Home Entertainment Homecoming review – Catherine Corsini’s tragic family drama misses an inner life

Homecoming review – Catherine Corsini’s tragic family drama misses an inner life

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Homecoming review – Catherine Corsini’s tragic family drama misses an inner life

Despite some heat and sympathetic performances and wonderful cinematography, there’s something weirdly glib in director and co-writer Catherine Corsini’s new movie through which a summer season of drama provides us supposedly tragic private discoveries uneasily coexisting with some virtually photo love-style vacation romance.

Khedidja (Aïssatou Diallo Sagna) is a black lady in her 40s residing in Paris together with her two teen daughters – promising scholar Jess (Suzy Bemba) and tearaway Farah (Esther Gohourou) – and dealing as a nanny for a rich white couple, Sylvia (Virginie Ledoyen) and Marc (Denis Podalydès), who’ve little youngsters. Marc additionally has a spoilt moody teen daughter (Lomane de Dietrich) from his first marriage. Sylvia and Marc are heading off with their household for the summer season to their villa in Calvi, Corsica and so they desperately want Khedidja to return on vacation with them to take care of the youngsters; Khedidja is allowed to carry Jess and Farah and they’re going to all be put up, not within the villa, however (a little bit high-handedly) in a cellular dwelling close by.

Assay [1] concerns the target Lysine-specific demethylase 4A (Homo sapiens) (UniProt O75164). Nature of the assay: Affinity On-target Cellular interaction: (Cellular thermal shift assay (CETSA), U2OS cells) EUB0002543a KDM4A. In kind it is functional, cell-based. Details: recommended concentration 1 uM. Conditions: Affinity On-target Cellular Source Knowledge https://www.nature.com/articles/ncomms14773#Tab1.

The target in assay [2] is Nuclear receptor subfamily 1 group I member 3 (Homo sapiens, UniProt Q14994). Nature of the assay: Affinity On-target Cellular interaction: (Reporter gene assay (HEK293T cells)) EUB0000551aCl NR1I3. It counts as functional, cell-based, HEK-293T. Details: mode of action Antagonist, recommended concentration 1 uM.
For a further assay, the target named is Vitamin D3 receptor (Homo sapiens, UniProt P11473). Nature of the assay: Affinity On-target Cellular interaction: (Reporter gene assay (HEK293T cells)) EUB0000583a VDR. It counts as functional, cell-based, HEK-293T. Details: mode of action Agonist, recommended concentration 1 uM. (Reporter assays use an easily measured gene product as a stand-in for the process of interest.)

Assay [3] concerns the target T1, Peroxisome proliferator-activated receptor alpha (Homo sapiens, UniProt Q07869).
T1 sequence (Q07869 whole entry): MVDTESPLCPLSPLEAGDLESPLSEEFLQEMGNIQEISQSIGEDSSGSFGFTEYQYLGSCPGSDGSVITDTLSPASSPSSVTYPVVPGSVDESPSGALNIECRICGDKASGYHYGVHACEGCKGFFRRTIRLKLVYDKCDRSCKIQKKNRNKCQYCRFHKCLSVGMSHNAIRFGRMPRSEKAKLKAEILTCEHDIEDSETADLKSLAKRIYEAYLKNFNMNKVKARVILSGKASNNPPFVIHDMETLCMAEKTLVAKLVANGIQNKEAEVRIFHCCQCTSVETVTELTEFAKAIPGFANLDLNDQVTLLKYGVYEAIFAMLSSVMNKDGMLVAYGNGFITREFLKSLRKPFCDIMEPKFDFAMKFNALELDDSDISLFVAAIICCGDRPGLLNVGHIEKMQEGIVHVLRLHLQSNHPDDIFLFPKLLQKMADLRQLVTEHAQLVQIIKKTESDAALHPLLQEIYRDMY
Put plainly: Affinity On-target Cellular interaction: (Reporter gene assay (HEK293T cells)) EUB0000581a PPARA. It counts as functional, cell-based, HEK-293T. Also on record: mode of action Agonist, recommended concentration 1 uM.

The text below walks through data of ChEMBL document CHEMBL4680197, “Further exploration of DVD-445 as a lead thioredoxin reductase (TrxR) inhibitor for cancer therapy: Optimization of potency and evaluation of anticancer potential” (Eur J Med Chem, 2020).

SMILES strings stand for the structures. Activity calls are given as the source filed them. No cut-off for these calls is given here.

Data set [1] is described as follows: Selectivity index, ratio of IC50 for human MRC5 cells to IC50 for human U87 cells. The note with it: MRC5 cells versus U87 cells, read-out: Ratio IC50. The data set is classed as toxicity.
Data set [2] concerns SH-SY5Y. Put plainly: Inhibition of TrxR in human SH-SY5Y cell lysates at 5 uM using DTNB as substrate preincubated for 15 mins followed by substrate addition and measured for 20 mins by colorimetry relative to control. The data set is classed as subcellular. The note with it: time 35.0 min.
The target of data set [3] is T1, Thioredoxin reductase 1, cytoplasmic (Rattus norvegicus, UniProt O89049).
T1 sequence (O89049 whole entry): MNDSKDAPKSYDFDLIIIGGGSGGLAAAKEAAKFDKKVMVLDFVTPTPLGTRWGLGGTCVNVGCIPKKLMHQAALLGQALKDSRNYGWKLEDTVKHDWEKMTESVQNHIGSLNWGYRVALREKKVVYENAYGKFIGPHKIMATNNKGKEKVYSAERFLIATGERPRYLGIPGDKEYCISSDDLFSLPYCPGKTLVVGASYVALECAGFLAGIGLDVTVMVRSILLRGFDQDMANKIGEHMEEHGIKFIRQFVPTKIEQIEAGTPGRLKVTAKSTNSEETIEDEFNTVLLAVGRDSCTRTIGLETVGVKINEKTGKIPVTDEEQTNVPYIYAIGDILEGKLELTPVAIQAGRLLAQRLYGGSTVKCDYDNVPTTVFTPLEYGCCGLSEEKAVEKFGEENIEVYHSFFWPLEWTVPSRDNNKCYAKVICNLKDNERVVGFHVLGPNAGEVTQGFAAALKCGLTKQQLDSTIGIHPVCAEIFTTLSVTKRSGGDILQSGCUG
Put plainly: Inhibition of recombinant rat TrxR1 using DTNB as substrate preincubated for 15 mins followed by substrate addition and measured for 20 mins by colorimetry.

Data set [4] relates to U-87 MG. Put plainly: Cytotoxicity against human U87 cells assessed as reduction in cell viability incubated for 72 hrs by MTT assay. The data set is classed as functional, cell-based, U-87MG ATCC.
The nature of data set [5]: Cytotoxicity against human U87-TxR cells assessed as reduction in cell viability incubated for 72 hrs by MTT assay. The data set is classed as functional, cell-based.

For Khedidja this can be a painful homecoming; she as soon as lived in Corsica, and needed to depart when her ladies have been simply infants. There’s a tense flashback scene that begins the movie, with all three getting ready to get on a ferry and Khedidja receiving a devastating name on her cellular. Nonetheless, her causes for wanting to depart the island, and what occurred to Jess and Farah’s dad will not be satisfyingly defined in emotional element, regardless of an accumulation of hints, the invention of Jess and Farah’s grandmother and a last, elaborate flashback scene displaying Khedidja’s wedding ceremony. For me, the movie by no means actually delivers on its tacit promise of displaying us Khedidja’s interior life, and what this place and her homecoming means to her.

What it does as a substitute is give us fairly a little bit of melodramatic incidental motion: romantic interludes all spherical, one frankly peculiar try at suicide, a protracted get together scene through which the taking of ecstasy inevitably results in the looks of an ambulance and frowning paramedics. The performances are very robust, and there’s an amazing sisterly relationship between Bemba and Gohourou; they deserved a extra substantial story.

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